But is God of War really one of the best games of all time?

For those unfamiliar with God of War’s previous story, it was about a man turned demigod by the name of Kratos. He pledged his life on the battlefield to Ares, the original god of war, for victory in return. As a result, Kratos was granted great power and had a pair of blades permanently chained to his forearms. He used these to carry out the god’s bidding time and time again, but his thirst for blood was redirected when his wife and daughter were killed by his own hands. He destroyed Ares and became the new god of war, but was then forsaken by the remaining pantheon up on Mount Olympus. Needless to say, this didn’t go over well and Kratos went on his most destructive rampage yet, not stopping until Zeus was reduced to little more than a bloody pulp. This was the end of the main trilogy, leaving Kratos’ fate ambiguous to the audience.

2018’s God of War picks up many years later. Kratos has aged, settled in to the world of Norse mythology, had seemingly found a new love and had a son. The woman of his life recently deceased, to respect her wishes, he and the boy are tasked with releasing her ashes from atop the highest mountain in all the land. But before they’re able to set off proper, a mysterious stranger appears with an ominous message, something along the lines of, “We know who you are and you’re not welcome here.” With nowhere to hide, the demigod and his boy – a mere survivalist in training (you can’t quite call him a warrior, not yet) – decide to push forward with the task at hand before something worse catches up with them.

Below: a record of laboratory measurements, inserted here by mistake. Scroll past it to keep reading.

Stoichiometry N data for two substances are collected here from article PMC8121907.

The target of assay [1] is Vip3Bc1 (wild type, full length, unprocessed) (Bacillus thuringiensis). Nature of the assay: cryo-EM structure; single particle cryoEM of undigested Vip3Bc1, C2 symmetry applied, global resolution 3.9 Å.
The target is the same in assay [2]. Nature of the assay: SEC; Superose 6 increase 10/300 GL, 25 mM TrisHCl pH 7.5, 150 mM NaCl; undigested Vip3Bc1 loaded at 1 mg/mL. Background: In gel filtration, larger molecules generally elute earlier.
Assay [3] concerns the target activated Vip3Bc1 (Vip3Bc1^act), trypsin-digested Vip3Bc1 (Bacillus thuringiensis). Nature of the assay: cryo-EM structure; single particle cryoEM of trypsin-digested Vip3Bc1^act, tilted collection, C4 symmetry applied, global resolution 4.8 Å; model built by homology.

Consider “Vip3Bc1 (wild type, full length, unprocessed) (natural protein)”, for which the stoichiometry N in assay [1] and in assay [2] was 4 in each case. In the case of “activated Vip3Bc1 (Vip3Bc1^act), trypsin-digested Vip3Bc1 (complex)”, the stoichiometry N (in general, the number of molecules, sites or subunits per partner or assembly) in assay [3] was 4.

It’s a straightforward premise to be sure, but the heart and soul of this adventure is the relationship between Kratos and Atreus. It’s clear that Kratos was too busy providing for his family to be much of a father, and when he was around, the pressure he put on his son had strained their relationship. Kratos was all business and no play, and unlike his actions in Greece, we can sort of understand why. He knows the world is full of unsavory beasts and beings, and if his boy is to survive, he needs tough love.

Some of the more critical fans out there don’t care for Atreus’ inclusion, because he’s not just there at the beginning, but stays by Kratos’ side throughout. This isn’t unlike Ellie from The Last of Us, but she, wittier and wiser than her years let on, was a far compelling companion.

Personally, I don’t love Atreus but I don’t hate him. I appreciate Atreus because he’s roughly my son’s age and acts the part. When it comes to exploring the world he’s quite green but also acts like he knows everything. So, when the game wants you to explore every nook and cranny to find all the hidden goodies, Atreus attempts to pull you off the path… and I can’t understand why. Is it to remind us how to get back to the main quest? I’ve yet to get lost in God of War and certainly don’t need Atreus’ help. This game may be open world, but it’s not Skyrim. In fact, I question the ‘open world’ claim in the first place (more on that in a bit). We really don’t need Atreus to mimic Ocarina of Time’s Navi – “Hey, LISTEN!” – and that’s something that every developer should do their best to avoid.

Atreus is a handy extension during battle though… eventually. He’s useless at the beginning, but the more he learns (and the more you upgrade his skillset), the more he’s able to help. Halfway through the game the kid is a bonafide life saver. He’ll unleash arrows (at your command) that either stun or deal damage to foes, so he’s viable for reducing their health and managing crowd control. As he strengthens and grows, Kratos will acknowledge his child’s improvements and thus improves their bond. They still have their issues though. Kratos clearly wants to comfort his son but feels he can’t. Atreus wants a father figure but resents the one he has. This plays out in interesting ways.